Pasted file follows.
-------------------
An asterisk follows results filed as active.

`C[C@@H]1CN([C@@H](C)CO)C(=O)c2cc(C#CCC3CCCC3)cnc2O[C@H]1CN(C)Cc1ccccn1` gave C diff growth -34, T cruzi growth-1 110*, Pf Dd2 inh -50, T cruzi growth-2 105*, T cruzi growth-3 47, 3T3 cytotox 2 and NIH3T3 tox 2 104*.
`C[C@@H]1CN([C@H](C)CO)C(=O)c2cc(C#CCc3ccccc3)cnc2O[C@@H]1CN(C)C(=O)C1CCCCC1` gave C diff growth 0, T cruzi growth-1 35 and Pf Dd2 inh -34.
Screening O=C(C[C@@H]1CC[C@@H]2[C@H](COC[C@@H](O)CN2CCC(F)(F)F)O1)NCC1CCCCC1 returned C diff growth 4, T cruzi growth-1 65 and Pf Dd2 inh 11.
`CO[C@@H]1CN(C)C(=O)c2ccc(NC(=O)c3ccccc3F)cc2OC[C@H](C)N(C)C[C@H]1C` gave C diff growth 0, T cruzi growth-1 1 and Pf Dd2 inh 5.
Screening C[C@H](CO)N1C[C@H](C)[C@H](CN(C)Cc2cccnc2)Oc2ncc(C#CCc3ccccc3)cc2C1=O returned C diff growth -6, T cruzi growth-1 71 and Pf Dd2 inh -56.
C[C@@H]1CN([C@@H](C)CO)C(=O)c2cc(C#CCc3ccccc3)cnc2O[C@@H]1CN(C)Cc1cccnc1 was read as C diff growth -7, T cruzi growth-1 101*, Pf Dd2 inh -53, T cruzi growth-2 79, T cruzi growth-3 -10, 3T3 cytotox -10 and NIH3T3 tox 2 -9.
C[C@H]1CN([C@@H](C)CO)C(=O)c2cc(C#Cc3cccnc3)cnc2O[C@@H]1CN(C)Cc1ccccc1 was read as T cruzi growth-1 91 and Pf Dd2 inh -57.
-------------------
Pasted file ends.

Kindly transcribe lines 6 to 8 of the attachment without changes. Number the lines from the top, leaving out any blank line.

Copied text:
Screening C[C@H](CO)N1C[C@H](C)[C@H](CN(C)Cc2cccnc2)Oc2ncc(C#CCc3ccccc3)cc2C1=O returned C diff growth -6, T cruzi growth-1 71 and Pf Dd2 inh -56.
C[C@@H]1CN([C@@H](C)CO)C(=O)c2cc(C#CCc3ccccc3)cnc2O[C@@H]1CN(C)Cc1cccnc1 was read as C diff growth -7, T cruzi growth-1 101*, Pf Dd2 inh -53, T cruzi growth-2 79, T cruzi growth-3 -10, 3T3 cytotox -10 and NIH3T3 tox 2 -9.
C[C@H]1CN([C@@H](C)CO)C(=O)c2cc(C#Cc3cccnc3)cnc2O[C@@H]1CN(C)Cc1ccccc1 was read as T cruzi growth-1 91 and Pf Dd2 inh -57.